Risk that a disease has a genetic basis
About 5-10% of breast cancer is associated with hereditary cancer syndromes. Certain ethnic groups, such as individuals who are Ashkenazi Jewish, are more likely to have breast cancer due to a hereditary syndrome than others. Questions about the patient’s health and family history provide critical information for ruling out specific genetic causes of breast cancer and for determining risks.
Attitudes of physicians and patients and how these influence the delivery of genetic services
The attitudes of physicians can determine which patients are referred for breast cancer genetic counseling. The attitudes of patients can determine whether they will utilize genetic counseling services. Previous experiences in health care settings can lead patients to trust or distrust health care providers. These experiences will be influenced by factors such as language, discrimination, communication, and other cultural factors of the patient and providers.
Communication bridges and barriers with attention to the use of schematic illustrations and interpreters for difficult to understand concepts
Be sure to utilize interpreter services for individuals with limited English proficiency. Cancer genetic counseling sessions incorporate a variety of risk estimates such as percentages, odds, and ranges. Describe risks in multiple ways and with visual aids to help the client understand. Check client understanding and perceptions using different counseling strategies, including asking open ended questions, and asking the patient to describe her understanding of the content and/or her options (teach back).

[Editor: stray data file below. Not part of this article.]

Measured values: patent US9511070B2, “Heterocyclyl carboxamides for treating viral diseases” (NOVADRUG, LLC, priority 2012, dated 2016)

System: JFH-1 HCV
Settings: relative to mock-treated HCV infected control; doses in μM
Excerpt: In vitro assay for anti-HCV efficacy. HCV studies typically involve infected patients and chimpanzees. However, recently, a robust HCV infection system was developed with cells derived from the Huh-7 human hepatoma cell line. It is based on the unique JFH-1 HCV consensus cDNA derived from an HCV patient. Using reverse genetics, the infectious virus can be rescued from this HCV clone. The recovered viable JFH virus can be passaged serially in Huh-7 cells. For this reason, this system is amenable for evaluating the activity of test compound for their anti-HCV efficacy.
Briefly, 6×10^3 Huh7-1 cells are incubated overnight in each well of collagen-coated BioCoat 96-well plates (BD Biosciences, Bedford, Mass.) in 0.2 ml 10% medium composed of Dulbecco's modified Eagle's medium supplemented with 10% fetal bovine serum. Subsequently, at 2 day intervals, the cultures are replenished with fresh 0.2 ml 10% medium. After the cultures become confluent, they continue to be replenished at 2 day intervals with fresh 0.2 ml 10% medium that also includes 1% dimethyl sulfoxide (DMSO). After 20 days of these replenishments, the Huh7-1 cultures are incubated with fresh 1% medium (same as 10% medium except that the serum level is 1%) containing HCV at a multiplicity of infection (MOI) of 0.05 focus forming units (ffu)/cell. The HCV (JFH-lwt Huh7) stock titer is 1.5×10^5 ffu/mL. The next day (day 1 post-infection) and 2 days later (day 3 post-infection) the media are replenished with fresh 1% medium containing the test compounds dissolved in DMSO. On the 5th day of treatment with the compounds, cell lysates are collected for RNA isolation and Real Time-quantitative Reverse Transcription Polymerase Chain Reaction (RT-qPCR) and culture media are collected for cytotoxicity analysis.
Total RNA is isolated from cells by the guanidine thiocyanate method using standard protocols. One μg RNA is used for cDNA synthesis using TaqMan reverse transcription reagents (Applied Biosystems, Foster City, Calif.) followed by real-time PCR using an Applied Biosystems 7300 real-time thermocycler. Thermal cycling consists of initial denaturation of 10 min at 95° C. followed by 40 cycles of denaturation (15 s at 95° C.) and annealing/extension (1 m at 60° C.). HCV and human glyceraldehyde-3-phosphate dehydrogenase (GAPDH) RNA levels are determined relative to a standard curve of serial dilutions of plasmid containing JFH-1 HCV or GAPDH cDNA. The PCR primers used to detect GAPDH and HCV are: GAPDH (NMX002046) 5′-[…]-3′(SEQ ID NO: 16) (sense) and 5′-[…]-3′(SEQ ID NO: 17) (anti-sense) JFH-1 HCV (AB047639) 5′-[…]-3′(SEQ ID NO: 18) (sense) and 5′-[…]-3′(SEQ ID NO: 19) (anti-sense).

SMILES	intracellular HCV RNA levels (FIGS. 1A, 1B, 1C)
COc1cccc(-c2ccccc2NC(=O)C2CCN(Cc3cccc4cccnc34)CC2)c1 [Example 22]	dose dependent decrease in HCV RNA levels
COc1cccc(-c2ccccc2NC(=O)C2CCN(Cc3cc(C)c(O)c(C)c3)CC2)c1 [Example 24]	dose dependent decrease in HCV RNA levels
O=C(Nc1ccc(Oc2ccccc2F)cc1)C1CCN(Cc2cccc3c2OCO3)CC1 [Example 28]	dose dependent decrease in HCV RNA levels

Testing with references to sensitivity and specificity and positive predictive value of genetic testing for a specific disorder
Genetic testing for hereditary breast and ovarian cancer genes will identify about 90% of mutations.
Investigation of the family history focusing on clues for inherited disorders; discussion on how culture influences available family history information
An accurate family history is crucial to the genetic counseling cancer risk assessment. A patient’s culture and family dynamics may influence what information is reported to the provider.
Consent for testing and whether there are cultural preferences for oral verses written consent; and exploration of who makes decisions and who keeps medical information within families
The genetic counselor must consider cultural preferences for obtaining consent, including the appropriateness and ability of the ASL interpreter to translate the consent form. The provider should determine the patient’s preferences for involving others in the consent process.
Empowerment of the patient to take ownership of the decision whether or not to undergo genetic testing
The decision to undergo genetic testing is an individual choice that depends on many personal factors, such as cultural values, beliefs and experiences. The genetic counselor supports each client’s personal worldviews and how they impact genetic testing decisions.